So now it's all changing. You don't have to stick with what you're born with, do you? You can get it all sorted. Lips and breasts appear to be the most popular things to transform, and you can do it while you're still young, while you're still growing as a person, with pure, fresh skin and a healthy, fully-functioning body.  You can pick your new anatomy as if from a menu: those tits and those lips and how about that buttock augmentation while you're at it. Wow, what a great idea. What a great fucking idea.

I feel myself getting agitated and saddened even just writing this. I'm trying to articulate why the increasing desire for unnecessary cosmetic surgery troubles me as much as it does, and I feel this wave going through me, a jumble of thoughts and words jostling to be expressed, not just from some inner feminist angle, but as a compassionate human being. There are so many layers and strands to it that I must try and be eloquent and understanding if I'm going to say anything, but at the same time it makes me feel some kind of desperation. I felt that the other day when I was directed to a story in the news about a model called Victoria Wild. She has spent £30,000 on plastic surgery to make herself look like a 'sex doll'.  You can read the article and see her pictures here - or just do an image search on her name.  I think you'll find her new look shocking.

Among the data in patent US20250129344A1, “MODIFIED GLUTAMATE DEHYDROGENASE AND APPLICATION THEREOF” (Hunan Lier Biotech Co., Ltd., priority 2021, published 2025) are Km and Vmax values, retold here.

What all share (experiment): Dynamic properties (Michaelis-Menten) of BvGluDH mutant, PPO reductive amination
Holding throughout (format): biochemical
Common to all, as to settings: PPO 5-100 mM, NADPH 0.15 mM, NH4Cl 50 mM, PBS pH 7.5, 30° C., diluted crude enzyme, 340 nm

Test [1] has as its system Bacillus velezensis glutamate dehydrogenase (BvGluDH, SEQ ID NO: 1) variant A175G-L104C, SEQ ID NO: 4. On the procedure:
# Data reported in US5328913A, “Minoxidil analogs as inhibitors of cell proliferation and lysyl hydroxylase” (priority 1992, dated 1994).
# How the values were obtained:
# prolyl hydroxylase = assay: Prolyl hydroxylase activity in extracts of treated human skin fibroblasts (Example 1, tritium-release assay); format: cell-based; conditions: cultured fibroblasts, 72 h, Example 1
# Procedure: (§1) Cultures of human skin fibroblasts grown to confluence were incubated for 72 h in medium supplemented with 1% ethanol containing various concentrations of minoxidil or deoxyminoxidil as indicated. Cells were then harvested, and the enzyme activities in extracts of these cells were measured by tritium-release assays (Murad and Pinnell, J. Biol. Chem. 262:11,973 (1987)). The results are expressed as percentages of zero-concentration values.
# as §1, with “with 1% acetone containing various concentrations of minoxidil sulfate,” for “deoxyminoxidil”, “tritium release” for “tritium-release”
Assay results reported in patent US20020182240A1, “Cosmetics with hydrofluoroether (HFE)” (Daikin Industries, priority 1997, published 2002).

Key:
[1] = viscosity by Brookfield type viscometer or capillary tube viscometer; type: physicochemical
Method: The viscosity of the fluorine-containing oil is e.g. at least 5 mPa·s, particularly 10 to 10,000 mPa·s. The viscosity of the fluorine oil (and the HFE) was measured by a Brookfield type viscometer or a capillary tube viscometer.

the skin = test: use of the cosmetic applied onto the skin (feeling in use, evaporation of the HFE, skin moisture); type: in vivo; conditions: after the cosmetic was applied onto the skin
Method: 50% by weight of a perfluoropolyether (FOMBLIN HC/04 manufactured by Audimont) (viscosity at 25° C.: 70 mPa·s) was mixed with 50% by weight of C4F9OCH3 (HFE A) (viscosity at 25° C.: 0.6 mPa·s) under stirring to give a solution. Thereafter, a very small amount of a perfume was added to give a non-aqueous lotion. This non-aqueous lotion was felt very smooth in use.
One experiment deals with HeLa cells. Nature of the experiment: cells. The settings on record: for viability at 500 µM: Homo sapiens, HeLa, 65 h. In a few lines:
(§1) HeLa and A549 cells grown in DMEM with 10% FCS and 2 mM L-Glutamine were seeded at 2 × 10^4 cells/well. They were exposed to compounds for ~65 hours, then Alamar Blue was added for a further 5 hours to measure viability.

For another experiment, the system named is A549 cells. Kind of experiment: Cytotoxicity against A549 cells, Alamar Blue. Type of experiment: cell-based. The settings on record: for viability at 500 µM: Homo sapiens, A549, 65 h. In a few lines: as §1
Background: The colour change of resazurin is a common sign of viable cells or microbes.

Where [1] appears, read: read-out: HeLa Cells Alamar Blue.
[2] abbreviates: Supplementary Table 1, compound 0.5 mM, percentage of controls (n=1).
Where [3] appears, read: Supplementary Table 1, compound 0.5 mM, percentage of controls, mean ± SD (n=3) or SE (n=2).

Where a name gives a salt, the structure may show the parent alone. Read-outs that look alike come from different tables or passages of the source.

Mr SDS says to me, “Why are you worrying about it? Why even think about it? If people are stupid enough to do that to themselves, that's their problem, not yours...” and I know that basically of course he's right – but I suppose it's the bigger picture here that disturbs me, not just the more extreme individual examples of Victoria and a few other young women like her.